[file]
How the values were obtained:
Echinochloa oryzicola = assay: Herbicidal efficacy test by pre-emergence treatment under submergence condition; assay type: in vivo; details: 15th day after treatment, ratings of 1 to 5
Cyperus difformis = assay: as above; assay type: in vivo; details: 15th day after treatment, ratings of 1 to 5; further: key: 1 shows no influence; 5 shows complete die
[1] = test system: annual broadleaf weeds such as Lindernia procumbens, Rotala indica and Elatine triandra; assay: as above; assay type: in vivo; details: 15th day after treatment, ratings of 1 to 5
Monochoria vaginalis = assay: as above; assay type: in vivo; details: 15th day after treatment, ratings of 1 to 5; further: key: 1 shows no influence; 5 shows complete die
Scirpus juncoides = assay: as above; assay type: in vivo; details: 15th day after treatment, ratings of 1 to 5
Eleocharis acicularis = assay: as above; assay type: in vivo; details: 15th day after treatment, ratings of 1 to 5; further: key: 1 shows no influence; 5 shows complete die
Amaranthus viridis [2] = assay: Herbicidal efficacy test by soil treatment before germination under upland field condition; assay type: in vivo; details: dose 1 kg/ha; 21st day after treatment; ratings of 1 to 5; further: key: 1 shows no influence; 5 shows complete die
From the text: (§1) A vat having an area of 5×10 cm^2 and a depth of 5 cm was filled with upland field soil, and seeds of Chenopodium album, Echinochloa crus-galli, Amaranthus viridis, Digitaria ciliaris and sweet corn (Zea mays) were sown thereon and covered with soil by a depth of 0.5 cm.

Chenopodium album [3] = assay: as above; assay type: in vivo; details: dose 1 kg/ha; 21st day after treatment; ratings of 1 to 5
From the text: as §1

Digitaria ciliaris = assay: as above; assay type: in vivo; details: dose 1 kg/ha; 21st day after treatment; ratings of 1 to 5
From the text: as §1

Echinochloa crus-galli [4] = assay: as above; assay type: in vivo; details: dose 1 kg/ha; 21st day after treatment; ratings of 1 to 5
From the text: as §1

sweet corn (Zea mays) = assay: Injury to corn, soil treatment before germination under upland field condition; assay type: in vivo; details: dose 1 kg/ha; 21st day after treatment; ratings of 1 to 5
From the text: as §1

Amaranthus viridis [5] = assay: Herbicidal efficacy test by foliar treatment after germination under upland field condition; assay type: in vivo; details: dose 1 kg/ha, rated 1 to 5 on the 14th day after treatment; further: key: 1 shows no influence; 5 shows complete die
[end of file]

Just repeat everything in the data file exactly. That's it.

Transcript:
How the values were obtained:
Echinochloa oryzicola = assay: Herbicidal efficacy test by pre-emergence treatment under submergence condition; assay type: in vivo; details: 15th day after treatment, ratings of 1 to 5
Cyperus difformis = assay: as above; assay type: in vivo; details: 15th day after treatment, ratings of 1 to 5; further: key: 1 shows no influence; 5 shows complete die
[1] = test system: annual broadleaf weeds such as Lindernia procumbens, Rotala indica and Elatine triandra; assay: as above; assay type: in vivo; details: 15th day after treatment, ratings of 1 to 5
Monochoria vaginalis = assay: as above; assay type: in vivo; details: 15th day after treatment, ratings of 1 to 5; further: key: 1 shows no influence; 5 shows complete die
Scirpus juncoides = assay: as above; assay type: in vivo; details: 15th day after treatment, ratings of 1 to 5
Eleocharis acicularis = assay: as above; assay type: in vivo; details: 15th day after treatment, ratings of 1 to 5; further: key: 1 shows no influence; 5 shows complete die
Amaranthus viridis [2] = assay: Herbicidal efficacy test by soil treatment before germination under upland field condition; assay type: in vivo; details: dose 1 kg/ha; 21st day after treatment; ratings of 1 to 5; further: key: 1 shows no influence; 5 shows complete die
From the text: (§1) A vat having an area of 5×10 cm^2 and a depth of 5 cm was filled with upland field soil, and seeds of Chenopodium album, Echinochloa crus-galli, Amaranthus viridis, Digitaria ciliaris and sweet corn (Zea mays) were sown thereon and covered with soil by a depth of 0.5 cm.

Chenopodium album [3] = assay: as above; assay type: in vivo; details: dose 1 kg/ha; 21st day after treatment; ratings of 1 to 5
From the text: as §1

Digitaria ciliaris = assay: as above; assay type: in vivo; details: dose 1 kg/ha; 21st day after treatment; ratings of 1 to 5
From the text: as §1

Echinochloa crus-galli [4] = assay: as above; assay type: in vivo; details: dose 1 kg/ha; 21st day after treatment; ratings of 1 to 5
From the text: as §1

sweet corn (Zea mays) = assay: Injury to corn, soil treatment before germination under upland field condition; assay type: in vivo; details: dose 1 kg/ha; 21st day after treatment; ratings of 1 to 5
From the text: as §1

Amaranthus viridis [5] = assay: Herbicidal efficacy test by foliar treatment after germination under upland field condition; assay type: in vivo; details: dose 1 kg/ha, rated 1 to 5 on the 14th day after treatment; further: key: 1 shows no influence; 5 shows complete die